T.P. Naik, J.
1. Non-applicant No. 2 Rambaran filed a complaint in the Court of the Magistrate, 1st Class, Baikenthpur, under Sections 500 and 506 (second part) of the Indian Penal Code against non-applicant No. 1 Gahruram, alleging that on 8-11-1955, Gahruram met the complainant Rambaran on the road at village Mohara and defamed him by saying that his (complainant's) wife had practised witchcraft on his fields on account of which his crops had been spoiled, that when he would get the opportunity he would kill him and that he published this defamatory imputation in the village. The trial Court acquitted the accused-non-applicant No. 1 of the offence under Section 506, I. P. C. but convicted him of the offence under Section 500 I. P. C. and sett-need him to pay a fine of Rs. 25/- or in default to undergo rigorous imprisonment for a period of one month.
2. The Additional Sessions Judge, Ambikapur, has reported the case under Section 438 of the Code of Criminal Procedure with a recommendation that the conviction and the sentence of the non-applicant Gahruram be set aside on the ground that the imputation that the complainant Rambaran's wife was a witch and was practising witchcraft could not be defamatory of the complainant and consequently he was not competent to make the complaint as he could not be said to be a 'person aggrieved' within the meaning of Section 198 of the Code of Criminal Procedure.
3. The learned Counsel for the non-applicant No. 1 who appeared in, support of the reference contends that the imputation that the wife of the complainant was a witch and practised witchcraft could not he defamatory of the complainant and as that computation would be defamatory of Ramliaran's wife only, the complainant would not be a 'person ag-grieved' and consequently was not competent to file the complaint.
Reliance is placed on a decision of Chatiirvedi J- reported in Kamal Chand v. Amar Chand, AIR 1952 Madh B 180 (A) wherein it has been laid down that where the wife was accused of theft, the husband cannot be deemed to have a legal grievance; for whatever pain of mind he may suffer from the slander of his wife, the injury caused to him is mediate or remote & not immediate or proximate, and further that such an imputation implied no imputation of personal misconduct of the husband. It was consequently held that under those circumstances, the husband was not a 'person aggrieved' within the meaning of Section 198 of the Code of Criminal Procedure and could not therefore file a complaint.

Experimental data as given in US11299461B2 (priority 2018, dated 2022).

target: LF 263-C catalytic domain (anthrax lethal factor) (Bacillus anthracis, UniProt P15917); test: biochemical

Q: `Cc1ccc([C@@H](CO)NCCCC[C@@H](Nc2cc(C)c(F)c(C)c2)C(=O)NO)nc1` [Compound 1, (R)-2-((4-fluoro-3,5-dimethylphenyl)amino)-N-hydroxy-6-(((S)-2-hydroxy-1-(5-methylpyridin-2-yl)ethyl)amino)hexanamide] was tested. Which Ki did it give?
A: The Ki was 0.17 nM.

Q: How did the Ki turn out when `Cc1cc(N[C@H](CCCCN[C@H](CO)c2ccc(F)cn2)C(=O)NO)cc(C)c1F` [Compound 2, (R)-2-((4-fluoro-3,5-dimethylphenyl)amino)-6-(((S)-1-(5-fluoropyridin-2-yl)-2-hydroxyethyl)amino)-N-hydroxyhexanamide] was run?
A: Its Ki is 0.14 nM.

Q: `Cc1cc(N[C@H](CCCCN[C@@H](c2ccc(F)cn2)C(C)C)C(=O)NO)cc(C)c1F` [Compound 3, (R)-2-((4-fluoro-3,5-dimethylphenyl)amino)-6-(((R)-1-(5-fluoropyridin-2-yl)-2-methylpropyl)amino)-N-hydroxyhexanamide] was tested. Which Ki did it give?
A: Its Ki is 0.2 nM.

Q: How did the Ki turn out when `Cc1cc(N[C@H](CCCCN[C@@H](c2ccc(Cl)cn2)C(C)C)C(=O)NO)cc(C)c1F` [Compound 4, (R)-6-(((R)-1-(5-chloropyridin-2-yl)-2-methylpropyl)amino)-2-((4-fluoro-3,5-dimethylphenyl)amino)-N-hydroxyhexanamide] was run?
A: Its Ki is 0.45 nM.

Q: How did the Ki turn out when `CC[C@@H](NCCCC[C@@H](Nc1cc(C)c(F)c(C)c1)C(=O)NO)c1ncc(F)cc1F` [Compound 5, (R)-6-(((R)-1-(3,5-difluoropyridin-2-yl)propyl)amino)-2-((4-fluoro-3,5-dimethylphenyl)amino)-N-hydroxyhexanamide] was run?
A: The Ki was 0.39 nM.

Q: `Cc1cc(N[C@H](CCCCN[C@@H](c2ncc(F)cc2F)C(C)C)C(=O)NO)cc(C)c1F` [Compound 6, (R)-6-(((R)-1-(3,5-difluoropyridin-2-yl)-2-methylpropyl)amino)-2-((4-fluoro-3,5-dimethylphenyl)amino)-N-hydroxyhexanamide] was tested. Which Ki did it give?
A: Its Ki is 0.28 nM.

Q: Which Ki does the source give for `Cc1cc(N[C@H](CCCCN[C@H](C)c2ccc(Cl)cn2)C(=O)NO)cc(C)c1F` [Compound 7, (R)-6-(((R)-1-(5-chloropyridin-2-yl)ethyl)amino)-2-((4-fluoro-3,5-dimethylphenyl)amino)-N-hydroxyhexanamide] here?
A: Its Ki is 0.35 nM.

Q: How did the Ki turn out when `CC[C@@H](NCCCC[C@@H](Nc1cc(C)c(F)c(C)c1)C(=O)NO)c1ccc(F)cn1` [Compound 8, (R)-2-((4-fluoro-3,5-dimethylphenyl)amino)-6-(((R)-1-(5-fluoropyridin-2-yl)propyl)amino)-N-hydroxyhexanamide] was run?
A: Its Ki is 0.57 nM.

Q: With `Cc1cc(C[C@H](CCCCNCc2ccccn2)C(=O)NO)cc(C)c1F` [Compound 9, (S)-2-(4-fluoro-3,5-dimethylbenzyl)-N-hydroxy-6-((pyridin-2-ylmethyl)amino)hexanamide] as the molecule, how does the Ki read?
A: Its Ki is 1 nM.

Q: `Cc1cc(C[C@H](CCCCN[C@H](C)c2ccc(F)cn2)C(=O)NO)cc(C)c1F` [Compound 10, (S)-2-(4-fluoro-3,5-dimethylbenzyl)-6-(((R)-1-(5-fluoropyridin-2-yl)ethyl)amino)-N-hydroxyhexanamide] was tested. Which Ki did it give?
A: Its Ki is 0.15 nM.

4. In my opinion, it is not necessary that an imputation of personal misconduct on the part of the husband must be involved in the accusation before the husband can be classed as a ' person aggrieved' within the meaning of Section 198 of the Code of Criminal Procedure. What is required is whether the reputation of the wife vis-a-vis the particular imputation made is so bound up with the reputation of the husband that an imputation against the wife affects him also.
The nature and the character of the accusation will have an important bearing and consequently it will depend on the facts and circumstances of each case whether under the particular circumstances established in that case the; husband is defamed by any scurrilous attack on the character of his wife. Some assistance in interpreting the expression 'person aggrieved' can also be derived from the decided cases. There is a long line of cases wherein it has been held that a husband is a 'person aggrieved' if an imputation of unchastity is made against his wife with whom he is living : See Chhotalal v. Natha-bhai, ILR 25 Bom 151 (FB) (B), Chellam Naidu v. Ramasami, ILR 14 Mad 379 (C), Gurdit Singh v. The Crown, ILR 5 Lah 301 : (AIR 1924 Lah 559) (D); Appanna v. Akkanna, AIR 1925 Mad 320 (El and Anantha Gounden v. King Emperor, 15 Mad LJ 224 (F).
5. In Thakur Das Sar v. Adhar Chandra Missri, ILR 32 Cal 425 (G) it was sought to be argued that the rule enunciated in Chhotalal v. Nathabhai (B) (supra) that a husband can lay a charge of defamation when a wife is defamed ought not to be extended to complaints of other relatives. Repelling the contention a Division Rench of the Calcutta High Court (Ameer AH and Handley JJ.) observed that :
'A Hindu lady residing with her father, her brother or her son is a member o his family; and her reputation is bound up with the reputation of the person in whose house and under whose charge she is living. If any imputation is made against her character, that would affect as much the relative with whom she is living as herself.
In that view of the matter we think that the brother with whom this lady was living was as much aggrieved by the imputation made against Soudamini as the lady herself, and that therefore, it was competent to the Court to take cognizance of the offence of defamation upon his complaint'.
6. Similarly, in Biswanath Rubna v. The King, 50 Cri LJ 972 : (AIR 1949 Cal 567) (H), Sen J., observed that when scurrilous attacks are made upona person's wife, there can he no doubt that the person is defamed although nothing against him personally is alleged.
7. I am therefore clearly of opinion that the imputation that the complainant Rambaran's wife was a witch and practised witchcraft and destroyed the crops of the accused was an imputation affecting the complainant-husband Rambaran and he could validly make a complaint under Section 500 I. P. C. The conviction and sentence of the non-applicant Gahru-rarn was thus proper. No interference in the conviction or sentence is called for. The reference is not accepted.